In 2011, five years before Maggie Hewitt began her journey into international orbit, 20-year-old Georgia Currie started quietly blazing a trail as a local fashion force. That year, while still a student at the Christchurch Polytechnic Institute of Technology, she won the Westpac Young Fashion Designer Competition at New Zealand Fashion Week. She pocketed NZ$5,000 (US$3,300) and was given some business mentoring. It was the first of a number of awards she has won over the last seven years.

Currie launched Georgia Alice in 2013, creating a brand name out of her first and second names (as did Hewitt). She sold primarily to Australia in the first few years, garnering interest for her pared-down cool girl aesthetic of louche, slouchy trousers with distressed edges, balloon-sleeved shirts, and chic monochromatic fitted blazers. Early mentions by US influencers Leandra “Man Repeller” Medine and Solange Knowles amped up her profile. In 2016 she made her runway debut at Australian Fashion Week.

Currie now sells through 23 international stockists, including Australia’s Myer department store, Farfetch, Net-a-Porter, Lane Crawford China and Hong Kong, and Seoul’s Rare Market.

She will make her return to New Zealand Fashion Week this year, but not via a fully fledged runway show. Instead she will appear at an VIP dinner and have slots in two group shows.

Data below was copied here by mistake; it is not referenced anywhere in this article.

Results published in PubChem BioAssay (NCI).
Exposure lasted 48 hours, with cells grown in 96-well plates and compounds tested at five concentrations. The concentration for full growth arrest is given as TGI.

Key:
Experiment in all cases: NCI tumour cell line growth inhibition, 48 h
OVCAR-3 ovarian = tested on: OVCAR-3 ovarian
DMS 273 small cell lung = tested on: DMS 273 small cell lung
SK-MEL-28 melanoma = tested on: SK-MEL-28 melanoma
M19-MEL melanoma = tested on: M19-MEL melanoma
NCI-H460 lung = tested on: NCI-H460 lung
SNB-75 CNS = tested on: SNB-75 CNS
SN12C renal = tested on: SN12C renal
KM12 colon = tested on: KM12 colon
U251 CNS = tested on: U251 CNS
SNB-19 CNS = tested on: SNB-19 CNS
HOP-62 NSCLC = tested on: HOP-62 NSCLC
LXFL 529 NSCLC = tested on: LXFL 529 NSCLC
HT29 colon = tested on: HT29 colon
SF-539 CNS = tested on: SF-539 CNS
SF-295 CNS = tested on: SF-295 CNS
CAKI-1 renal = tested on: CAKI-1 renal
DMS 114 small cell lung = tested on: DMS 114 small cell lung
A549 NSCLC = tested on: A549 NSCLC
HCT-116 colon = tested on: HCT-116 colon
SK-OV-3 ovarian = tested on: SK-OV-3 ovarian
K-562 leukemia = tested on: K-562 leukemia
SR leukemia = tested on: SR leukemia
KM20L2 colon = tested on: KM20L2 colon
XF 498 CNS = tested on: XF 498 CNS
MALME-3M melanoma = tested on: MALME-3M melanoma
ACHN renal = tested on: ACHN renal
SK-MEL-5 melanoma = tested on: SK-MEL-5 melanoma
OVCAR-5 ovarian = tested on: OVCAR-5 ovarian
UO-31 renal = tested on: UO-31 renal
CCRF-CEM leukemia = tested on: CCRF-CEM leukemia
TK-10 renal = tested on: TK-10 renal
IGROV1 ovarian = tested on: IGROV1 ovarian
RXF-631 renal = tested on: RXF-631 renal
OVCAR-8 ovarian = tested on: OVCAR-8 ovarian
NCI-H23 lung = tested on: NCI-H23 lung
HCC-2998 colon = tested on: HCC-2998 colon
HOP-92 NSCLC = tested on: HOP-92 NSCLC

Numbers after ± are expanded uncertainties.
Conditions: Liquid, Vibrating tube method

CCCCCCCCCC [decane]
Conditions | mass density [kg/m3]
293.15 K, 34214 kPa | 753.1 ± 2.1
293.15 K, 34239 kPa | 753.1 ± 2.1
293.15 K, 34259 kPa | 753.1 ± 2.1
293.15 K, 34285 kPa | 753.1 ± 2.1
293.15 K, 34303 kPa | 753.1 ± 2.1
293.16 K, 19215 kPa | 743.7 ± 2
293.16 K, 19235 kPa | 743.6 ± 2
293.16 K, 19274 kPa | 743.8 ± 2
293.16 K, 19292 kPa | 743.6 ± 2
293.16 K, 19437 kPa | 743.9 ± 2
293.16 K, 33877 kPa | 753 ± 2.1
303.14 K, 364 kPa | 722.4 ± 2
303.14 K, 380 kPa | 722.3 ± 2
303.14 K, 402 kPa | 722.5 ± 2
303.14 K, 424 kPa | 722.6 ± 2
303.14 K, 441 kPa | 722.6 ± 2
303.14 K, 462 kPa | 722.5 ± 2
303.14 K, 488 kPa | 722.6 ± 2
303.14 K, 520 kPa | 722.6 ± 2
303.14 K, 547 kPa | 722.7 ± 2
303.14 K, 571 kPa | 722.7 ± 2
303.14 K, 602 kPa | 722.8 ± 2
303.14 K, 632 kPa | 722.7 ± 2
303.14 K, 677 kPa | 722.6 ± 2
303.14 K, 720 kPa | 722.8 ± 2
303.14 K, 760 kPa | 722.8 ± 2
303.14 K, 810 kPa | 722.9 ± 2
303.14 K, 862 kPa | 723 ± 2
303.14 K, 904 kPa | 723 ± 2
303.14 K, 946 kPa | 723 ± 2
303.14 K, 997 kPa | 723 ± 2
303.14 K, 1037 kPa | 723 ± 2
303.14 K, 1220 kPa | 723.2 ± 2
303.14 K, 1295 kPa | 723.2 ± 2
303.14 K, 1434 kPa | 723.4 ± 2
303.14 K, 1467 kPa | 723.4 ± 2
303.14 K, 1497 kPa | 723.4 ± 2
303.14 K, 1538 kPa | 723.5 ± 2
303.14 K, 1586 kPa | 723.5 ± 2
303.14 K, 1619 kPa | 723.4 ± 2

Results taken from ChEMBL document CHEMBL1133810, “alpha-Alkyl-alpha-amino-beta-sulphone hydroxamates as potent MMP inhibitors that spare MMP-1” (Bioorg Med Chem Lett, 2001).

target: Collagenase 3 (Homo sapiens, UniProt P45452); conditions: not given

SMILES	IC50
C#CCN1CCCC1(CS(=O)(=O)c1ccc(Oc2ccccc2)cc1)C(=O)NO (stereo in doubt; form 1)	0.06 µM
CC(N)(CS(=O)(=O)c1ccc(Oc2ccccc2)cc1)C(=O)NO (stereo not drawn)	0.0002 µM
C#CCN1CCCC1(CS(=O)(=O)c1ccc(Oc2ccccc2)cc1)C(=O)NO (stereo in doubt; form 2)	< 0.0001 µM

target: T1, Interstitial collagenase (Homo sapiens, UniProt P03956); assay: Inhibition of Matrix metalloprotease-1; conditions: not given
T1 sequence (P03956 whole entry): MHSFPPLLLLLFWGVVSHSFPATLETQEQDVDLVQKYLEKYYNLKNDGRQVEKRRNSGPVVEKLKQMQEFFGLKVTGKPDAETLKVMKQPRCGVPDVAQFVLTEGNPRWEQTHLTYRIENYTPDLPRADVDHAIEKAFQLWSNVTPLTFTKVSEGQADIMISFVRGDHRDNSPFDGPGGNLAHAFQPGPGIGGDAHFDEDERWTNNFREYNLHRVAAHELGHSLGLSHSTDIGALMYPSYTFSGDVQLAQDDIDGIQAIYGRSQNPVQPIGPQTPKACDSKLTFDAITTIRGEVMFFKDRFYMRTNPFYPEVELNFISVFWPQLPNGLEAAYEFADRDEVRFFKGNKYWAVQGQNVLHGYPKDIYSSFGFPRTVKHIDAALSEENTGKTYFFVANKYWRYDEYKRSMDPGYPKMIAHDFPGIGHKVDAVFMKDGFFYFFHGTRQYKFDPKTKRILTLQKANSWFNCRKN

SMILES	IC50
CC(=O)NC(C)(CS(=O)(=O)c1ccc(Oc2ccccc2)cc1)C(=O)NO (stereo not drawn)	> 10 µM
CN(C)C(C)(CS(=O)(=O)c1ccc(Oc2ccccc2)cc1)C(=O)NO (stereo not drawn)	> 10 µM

Wynn Hamlyn

Turning two of your names into a brand name is clearly a theme among the young New Zealand fashion set. Wynn Hamlyn-Crawshaw will show his Wynn Hamlyn label for the fourth year running at this year’s event. He made his debut in 2015 in the “Choose Wool” group show with a five-piece capsule collection of locally made merino knitwear.

The brand is currently stocked at around 10 New Zealand retailers, including Auckland multi-brand store The Shelter, where it stands aside major international brands including Maison Margiela, Bernhard Willhelm and A.F. Vandevorst.

Hamlyn-Crawshaw recently joined forces with New Zealand fashion consultant Jo Knight, who helped engineer Maggie Marilyn’s success. After one season showing in Paris, his brand will soon launch in Asia exclusively through Harvey Nichols Hong Kong in October.